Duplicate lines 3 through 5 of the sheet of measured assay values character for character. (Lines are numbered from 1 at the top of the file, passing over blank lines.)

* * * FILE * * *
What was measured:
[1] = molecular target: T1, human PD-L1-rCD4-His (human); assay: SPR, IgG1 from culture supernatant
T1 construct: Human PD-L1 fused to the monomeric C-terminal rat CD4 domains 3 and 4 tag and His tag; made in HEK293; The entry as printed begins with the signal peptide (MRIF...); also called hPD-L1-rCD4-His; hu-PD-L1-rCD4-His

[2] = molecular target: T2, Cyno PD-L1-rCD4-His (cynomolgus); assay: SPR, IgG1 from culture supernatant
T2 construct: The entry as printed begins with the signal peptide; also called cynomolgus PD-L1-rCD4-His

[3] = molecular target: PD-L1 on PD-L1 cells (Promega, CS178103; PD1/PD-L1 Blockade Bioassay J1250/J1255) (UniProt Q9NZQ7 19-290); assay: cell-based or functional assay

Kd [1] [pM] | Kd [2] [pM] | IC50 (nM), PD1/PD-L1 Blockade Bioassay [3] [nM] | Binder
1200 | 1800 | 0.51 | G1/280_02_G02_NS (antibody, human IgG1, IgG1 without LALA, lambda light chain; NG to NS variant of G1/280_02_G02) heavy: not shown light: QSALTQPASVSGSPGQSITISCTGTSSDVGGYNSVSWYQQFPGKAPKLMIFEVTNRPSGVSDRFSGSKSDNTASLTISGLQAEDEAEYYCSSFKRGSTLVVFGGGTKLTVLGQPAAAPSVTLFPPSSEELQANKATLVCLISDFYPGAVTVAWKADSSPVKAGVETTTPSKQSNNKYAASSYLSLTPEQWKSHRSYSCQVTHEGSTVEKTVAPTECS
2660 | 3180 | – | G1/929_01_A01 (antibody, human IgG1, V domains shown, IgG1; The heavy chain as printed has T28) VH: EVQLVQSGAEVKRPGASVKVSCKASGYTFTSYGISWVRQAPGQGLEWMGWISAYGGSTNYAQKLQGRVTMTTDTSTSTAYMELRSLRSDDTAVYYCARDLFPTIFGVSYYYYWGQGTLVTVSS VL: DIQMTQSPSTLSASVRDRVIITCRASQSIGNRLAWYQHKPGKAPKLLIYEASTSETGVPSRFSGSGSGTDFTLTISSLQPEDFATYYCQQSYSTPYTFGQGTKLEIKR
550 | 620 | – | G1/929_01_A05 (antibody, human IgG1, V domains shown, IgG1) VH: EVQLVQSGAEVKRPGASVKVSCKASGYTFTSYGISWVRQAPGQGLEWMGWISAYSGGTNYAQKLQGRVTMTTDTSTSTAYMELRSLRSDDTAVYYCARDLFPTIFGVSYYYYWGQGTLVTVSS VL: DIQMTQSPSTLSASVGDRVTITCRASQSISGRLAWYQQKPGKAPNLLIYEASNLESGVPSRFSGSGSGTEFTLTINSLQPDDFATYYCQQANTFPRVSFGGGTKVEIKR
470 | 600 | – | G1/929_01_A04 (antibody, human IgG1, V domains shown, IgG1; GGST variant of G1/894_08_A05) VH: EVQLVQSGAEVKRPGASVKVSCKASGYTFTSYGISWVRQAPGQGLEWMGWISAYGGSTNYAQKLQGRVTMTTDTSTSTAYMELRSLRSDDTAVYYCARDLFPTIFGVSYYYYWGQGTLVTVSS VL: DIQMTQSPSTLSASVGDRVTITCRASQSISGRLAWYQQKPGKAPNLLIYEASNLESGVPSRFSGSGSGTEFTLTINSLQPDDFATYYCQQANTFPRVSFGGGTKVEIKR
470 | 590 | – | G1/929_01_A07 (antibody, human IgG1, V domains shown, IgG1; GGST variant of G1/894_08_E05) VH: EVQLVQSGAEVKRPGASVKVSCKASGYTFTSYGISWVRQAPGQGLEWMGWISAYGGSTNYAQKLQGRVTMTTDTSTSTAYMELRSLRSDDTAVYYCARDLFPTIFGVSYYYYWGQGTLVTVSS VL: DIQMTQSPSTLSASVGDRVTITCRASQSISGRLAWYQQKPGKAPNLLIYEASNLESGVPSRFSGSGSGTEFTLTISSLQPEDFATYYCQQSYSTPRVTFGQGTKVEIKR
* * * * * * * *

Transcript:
T1 construct: Human PD-L1 fused to the monomeric C-terminal rat CD4 domains 3 and 4 tag and His tag; made in HEK293; The entry as printed begins with the signal peptide (MRIF...); also called hPD-L1-rCD4-His; hu-PD-L1-rCD4-His

[2] = molecular target: T2, Cyno PD-L1-rCD4-His (cynomolgus); assay: SPR, IgG1 from culture supernatant
T2 construct: The entry as printed begins with the signal peptide; also called cynomolgus PD-L1-rCD4-His